Many different classes of drugs have diarrhea as a side-effect. The list in Table.? is not exhaustive. Cumulative effects of laxatives given during hospital admission and antibiotics are amongst the most common drug-induced causes of diarrhea. When drugs are administered as elixirs, the amount of sorbitol given with an adult dose is often enough for it to act as an osmotic purgative (Edes etal 1990).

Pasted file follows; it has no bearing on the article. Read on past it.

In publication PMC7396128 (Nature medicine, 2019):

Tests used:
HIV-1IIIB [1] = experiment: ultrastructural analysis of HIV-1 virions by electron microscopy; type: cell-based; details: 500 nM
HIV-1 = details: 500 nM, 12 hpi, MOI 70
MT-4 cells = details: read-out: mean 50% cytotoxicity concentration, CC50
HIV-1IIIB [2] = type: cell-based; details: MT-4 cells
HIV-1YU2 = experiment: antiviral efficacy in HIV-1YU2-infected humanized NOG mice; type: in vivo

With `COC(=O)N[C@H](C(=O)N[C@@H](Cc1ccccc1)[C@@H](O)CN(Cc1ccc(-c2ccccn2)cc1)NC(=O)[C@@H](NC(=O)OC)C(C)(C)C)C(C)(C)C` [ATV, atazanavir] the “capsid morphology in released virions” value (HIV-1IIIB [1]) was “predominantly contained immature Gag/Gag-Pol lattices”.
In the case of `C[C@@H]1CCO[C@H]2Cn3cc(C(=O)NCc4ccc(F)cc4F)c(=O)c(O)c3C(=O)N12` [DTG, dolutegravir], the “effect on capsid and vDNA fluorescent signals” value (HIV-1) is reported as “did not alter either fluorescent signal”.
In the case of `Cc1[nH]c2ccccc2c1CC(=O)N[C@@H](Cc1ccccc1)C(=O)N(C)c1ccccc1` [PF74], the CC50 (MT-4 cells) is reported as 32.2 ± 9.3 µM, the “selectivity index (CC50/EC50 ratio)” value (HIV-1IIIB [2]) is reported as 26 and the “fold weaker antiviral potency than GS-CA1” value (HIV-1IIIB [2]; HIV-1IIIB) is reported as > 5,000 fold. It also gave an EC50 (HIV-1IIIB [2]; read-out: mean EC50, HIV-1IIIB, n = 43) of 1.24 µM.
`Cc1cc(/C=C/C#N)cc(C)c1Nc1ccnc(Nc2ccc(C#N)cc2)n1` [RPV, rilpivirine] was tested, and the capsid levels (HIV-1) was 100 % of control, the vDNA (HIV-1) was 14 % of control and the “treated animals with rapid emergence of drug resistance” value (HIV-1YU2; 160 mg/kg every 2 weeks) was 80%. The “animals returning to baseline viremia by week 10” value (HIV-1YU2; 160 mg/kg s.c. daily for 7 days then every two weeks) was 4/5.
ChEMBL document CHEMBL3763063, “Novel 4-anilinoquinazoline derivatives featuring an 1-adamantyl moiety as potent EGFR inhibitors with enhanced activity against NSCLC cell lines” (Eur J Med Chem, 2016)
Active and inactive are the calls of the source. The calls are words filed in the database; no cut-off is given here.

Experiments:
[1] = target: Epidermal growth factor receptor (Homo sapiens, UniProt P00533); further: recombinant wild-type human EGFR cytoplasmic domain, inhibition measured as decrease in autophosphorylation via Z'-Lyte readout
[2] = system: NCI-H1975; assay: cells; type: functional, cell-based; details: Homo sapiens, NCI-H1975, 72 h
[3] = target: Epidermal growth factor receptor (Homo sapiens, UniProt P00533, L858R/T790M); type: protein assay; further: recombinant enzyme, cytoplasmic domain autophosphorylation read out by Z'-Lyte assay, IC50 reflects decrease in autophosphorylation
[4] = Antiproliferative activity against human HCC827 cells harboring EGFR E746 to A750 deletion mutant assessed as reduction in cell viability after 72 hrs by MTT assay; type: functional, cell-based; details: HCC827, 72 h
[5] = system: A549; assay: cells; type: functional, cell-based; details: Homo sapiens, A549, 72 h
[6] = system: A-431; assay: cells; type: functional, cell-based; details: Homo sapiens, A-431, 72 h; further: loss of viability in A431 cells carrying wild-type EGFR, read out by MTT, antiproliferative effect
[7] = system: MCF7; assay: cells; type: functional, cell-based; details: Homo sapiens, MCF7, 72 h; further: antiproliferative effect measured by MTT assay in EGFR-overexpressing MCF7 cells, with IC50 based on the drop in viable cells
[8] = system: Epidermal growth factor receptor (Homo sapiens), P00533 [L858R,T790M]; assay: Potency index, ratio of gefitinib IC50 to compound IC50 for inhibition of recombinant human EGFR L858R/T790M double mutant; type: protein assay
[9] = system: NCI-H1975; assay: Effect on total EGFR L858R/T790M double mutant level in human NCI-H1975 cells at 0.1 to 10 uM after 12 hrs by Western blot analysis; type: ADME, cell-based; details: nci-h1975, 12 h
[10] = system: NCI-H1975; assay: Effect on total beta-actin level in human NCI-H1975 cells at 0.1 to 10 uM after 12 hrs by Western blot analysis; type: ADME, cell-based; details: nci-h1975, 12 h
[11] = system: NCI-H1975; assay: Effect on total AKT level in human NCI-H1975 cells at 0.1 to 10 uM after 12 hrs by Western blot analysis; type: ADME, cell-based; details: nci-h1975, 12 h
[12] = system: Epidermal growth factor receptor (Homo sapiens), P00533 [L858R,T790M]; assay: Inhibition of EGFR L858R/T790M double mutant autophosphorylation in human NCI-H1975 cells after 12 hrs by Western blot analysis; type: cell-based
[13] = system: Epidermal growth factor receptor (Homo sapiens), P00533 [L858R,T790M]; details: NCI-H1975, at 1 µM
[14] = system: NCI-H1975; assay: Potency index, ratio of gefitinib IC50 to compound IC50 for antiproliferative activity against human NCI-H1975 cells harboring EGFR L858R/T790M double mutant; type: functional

Diarrhea occurring in patients receiving enteral tube feeding is usually, although often erroneously, blamed on the feed ( Edes et,§L 1990). Factors suggested as predisposing to diarrhea during enteral feeding are high feed osmolality, lactose intolerance, bacterial contamination, bolus (as opposed to continuous) feeding, lack of dietary fiber, and previous fasting. The role of fiber is uncertain, with one clinical trial showing a reduced frequency of diarrhea in enterally fed patients given fiber supplements and others showing no benefit. Prolonged fasting causes loss of small bowel mass and mucosal enzyme activity. When enteral feeding is reintroduced, malabsorption can cause diarrhea.
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